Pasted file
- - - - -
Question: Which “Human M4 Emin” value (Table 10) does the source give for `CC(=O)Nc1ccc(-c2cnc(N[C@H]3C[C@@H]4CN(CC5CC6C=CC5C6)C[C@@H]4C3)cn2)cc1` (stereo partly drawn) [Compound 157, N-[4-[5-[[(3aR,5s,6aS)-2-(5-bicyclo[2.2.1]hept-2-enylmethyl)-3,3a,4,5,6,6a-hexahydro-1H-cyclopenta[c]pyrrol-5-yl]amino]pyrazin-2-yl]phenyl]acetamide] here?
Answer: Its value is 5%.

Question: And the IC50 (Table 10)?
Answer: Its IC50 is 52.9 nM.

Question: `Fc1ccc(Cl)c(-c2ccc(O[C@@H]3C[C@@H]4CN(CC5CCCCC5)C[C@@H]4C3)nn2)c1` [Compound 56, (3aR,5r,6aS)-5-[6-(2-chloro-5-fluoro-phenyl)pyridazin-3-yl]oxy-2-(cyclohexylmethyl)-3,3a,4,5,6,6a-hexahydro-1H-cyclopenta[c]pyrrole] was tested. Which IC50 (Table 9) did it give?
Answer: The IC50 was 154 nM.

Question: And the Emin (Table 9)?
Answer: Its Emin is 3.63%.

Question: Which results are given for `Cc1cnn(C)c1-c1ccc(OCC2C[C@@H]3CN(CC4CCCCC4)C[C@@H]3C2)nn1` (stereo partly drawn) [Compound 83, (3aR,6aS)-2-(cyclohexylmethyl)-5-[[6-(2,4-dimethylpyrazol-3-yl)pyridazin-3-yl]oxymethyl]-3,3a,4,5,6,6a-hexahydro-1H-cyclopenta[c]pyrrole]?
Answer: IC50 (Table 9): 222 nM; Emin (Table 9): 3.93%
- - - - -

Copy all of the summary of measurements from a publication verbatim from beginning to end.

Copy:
Question: Which “Human M4 Emin” value (Table 10) does the source give for `CC(=O)Nc1ccc(-c2cnc(N[C@H]3C[C@@H]4CN(CC5CC6C=CC5C6)C[C@@H]4C3)cn2)cc1` (stereo partly drawn) [Compound 157, N-[4-[5-[[(3aR,5s,6aS)-2-(5-bicyclo[2.2.1]hept-2-enylmethyl)-3,3a,4,5,6,6a-hexahydro-1H-cyclopenta[c]pyrrol-5-yl]amino]pyrazin-2-yl]phenyl]acetamide] here?
Answer: Its value is 5%.

Question: And the IC50 (Table 10)?
Answer: Its IC50 is 52.9 nM.

Question: `Fc1ccc(Cl)c(-c2ccc(O[C@@H]3C[C@@H]4CN(CC5CCCCC5)C[C@@H]4C3)nn2)c1` [Compound 56, (3aR,5r,6aS)-5-[6-(2-chloro-5-fluoro-phenyl)pyridazin-3-yl]oxy-2-(cyclohexylmethyl)-3,3a,4,5,6,6a-hexahydro-1H-cyclopenta[c]pyrrole] was tested. Which IC50 (Table 9) did it give?
Answer: The IC50 was 154 nM.

Question: And the Emin (Table 9)?
Answer: Its Emin is 3.63%.

Question: Which results are given for `Cc1cnn(C)c1-c1ccc(OCC2C[C@@H]3CN(CC4CCCCC4)C[C@@H]3C2)nn1` (stereo partly drawn) [Compound 83, (3aR,6aS)-2-(cyclohexylmethyl)-5-[[6-(2,4-dimethylpyrazol-3-yl)pyridazin-3-yl]oxymethyl]-3,3a,4,5,6,6a-hexahydro-1H-cyclopenta[c]pyrrole]?
Answer: IC50 (Table 9): 222 nM; Emin (Table 9): 3.93%